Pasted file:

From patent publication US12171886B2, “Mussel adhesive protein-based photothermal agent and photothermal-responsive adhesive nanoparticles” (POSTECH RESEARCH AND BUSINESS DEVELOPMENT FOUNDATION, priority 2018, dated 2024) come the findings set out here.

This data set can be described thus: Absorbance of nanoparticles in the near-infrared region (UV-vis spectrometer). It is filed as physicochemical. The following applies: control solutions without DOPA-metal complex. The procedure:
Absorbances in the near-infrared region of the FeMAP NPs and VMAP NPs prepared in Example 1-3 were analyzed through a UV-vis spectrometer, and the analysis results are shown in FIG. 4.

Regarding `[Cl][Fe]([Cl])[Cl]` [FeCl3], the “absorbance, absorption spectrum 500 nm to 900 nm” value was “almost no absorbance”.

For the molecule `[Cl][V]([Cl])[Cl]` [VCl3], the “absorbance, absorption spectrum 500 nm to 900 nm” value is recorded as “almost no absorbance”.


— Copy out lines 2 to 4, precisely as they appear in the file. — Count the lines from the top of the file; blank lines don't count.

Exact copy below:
This data set can be described thus: Absorbance of nanoparticles in the near-infrared region (UV-vis spectrometer). It is filed as physicochemical. The following applies: control solutions without DOPA-metal complex. The procedure:
Absorbances in the near-infrared region of the FeMAP NPs and VMAP NPs prepared in Example 1-3 were analyzed through a UV-vis spectrometer, and the analysis results are shown in FIG. 4.

Regarding `[Cl][Fe]([Cl])[Cl]` [FeCl3], the “absorbance, absorption spectrum 500 nm to 900 nm” value was “almost no absorbance”.